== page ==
Bullet Trains . . . in Minnesota

How can you compete with a country that is run like a company?

–Thomas L. Friedman, “Too Many Hamburgers?”; The New York Times (9/22/2010)

I suppose that depends on whether the country in question is run like Costco — or Citigroup.

In fact, Friedman makes a number of trenchant juxtapositions between China’s state-of-the-art infrastructure and the U.S.’s decaying one, starting with those bullet trains.

So, how long would it take to get from the Twin Cities to Rochester and Duluth if we had a couple of those babies?

Try, 25 minutes and 50 minutes, respectively.

A bullet train to Rochester would cement Minnesota’s world reputation for all things medical, and turn the Twin Cities’ airport into a gateway to the Mayo Clinic.

A bullet train to Duluth would make the North Shore a major tourist destination, and do wonders for that city’s economy.


But wouldn’t that cost billions?

And where would it come from?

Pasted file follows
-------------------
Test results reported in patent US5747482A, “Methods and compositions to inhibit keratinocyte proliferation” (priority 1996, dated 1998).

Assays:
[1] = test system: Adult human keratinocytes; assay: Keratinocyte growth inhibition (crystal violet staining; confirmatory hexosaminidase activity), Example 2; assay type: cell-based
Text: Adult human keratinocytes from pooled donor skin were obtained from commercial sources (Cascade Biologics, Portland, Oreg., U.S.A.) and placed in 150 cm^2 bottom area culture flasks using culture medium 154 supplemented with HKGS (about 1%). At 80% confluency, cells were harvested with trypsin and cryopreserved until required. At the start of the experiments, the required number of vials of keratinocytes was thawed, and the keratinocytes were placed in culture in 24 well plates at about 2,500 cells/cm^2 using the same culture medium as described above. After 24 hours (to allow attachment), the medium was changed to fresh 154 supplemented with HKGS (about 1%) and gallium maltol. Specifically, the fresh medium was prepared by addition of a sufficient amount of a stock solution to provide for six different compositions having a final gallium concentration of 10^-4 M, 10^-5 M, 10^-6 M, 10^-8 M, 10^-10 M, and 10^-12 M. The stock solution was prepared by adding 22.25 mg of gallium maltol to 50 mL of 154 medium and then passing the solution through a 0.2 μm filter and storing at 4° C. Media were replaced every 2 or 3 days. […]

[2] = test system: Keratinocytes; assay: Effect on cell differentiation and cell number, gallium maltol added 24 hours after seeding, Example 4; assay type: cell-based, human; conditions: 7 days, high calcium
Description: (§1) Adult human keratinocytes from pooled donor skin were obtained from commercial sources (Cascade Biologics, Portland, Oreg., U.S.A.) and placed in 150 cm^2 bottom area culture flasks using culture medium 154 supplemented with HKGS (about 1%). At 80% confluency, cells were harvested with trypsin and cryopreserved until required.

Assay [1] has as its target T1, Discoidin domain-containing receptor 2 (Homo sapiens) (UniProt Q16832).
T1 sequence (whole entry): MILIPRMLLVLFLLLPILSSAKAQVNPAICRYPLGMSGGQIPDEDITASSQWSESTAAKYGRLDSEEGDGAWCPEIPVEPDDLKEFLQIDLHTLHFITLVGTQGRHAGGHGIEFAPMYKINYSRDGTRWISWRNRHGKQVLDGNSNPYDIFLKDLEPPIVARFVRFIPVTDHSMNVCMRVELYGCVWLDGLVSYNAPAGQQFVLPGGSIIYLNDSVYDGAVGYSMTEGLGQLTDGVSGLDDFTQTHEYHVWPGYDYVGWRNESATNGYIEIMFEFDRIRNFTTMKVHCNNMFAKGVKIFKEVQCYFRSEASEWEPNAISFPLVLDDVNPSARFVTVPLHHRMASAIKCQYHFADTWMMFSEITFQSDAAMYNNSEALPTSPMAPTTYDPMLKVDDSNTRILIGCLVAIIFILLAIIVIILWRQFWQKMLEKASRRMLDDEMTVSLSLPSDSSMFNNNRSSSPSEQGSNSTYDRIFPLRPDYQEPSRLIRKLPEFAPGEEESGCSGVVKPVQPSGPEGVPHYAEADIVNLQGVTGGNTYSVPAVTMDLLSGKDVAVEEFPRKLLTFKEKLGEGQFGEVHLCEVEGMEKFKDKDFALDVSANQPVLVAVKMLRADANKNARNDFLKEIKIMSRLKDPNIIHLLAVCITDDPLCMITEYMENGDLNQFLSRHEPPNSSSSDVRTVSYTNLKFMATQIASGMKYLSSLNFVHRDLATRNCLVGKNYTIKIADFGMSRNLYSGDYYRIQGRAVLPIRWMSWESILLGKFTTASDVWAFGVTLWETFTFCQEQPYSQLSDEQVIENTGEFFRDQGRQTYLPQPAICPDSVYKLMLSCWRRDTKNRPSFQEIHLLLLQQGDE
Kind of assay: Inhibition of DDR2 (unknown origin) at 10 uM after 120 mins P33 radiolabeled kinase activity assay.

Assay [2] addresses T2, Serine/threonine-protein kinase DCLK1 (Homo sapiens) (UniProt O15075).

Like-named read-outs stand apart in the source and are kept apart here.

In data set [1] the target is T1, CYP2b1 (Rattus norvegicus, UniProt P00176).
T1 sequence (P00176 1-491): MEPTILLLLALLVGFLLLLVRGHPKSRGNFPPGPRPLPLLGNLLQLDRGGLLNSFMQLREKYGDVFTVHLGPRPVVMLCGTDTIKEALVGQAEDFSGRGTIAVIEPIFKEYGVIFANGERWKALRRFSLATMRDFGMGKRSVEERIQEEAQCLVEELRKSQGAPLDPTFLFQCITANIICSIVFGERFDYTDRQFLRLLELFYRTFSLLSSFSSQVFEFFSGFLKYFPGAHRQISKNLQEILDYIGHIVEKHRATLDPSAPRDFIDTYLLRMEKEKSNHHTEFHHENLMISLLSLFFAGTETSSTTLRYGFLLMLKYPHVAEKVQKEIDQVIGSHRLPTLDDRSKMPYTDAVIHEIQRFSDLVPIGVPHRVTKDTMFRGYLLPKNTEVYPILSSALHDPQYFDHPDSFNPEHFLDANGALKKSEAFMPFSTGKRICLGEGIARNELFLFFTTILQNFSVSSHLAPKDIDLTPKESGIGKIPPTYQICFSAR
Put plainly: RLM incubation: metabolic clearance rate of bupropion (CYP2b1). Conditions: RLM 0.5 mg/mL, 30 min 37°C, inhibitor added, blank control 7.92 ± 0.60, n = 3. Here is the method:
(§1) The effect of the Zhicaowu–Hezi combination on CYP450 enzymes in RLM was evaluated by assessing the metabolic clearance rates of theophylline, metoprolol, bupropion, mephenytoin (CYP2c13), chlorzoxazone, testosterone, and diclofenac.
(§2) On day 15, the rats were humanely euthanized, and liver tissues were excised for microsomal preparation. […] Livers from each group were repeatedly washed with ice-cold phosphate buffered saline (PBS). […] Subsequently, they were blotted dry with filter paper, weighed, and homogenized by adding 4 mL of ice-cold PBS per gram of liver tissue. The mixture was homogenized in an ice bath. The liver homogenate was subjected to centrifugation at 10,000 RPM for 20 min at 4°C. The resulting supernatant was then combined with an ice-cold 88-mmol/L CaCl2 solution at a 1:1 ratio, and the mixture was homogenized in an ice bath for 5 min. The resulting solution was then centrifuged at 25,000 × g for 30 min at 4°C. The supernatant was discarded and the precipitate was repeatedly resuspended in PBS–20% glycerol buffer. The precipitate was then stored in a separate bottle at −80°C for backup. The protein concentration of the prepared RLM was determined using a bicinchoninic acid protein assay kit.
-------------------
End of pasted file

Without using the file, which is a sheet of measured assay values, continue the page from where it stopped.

Why not the same place Boston got $25 billion to bury 2 miles of waterfront freeway? (in a just-completed project called “The Big Dig”).

And what convenient timing, given that we’re supposedly looking for worthwhile infrastructure projects to stimulate the economy.

P.S.: Given the politics, a Twin Cities-Chicago bullet train is probably more realistic, because two more states’ political delegations could help do the heavy lifting.
About the author

Ross Kaplan has 19+ years experience selling real estate all over the Twin Cities. He is also a 12-time consecutive "Super Real Estate Agent," as determined by Mpls. - St. Paul Magazine and Twin Cities Business Magazine. Prior to becoming a Realtor, Ross was an attorney (corporate law), CPA, and entrepreneur. He holds an economics degree from Stanford.

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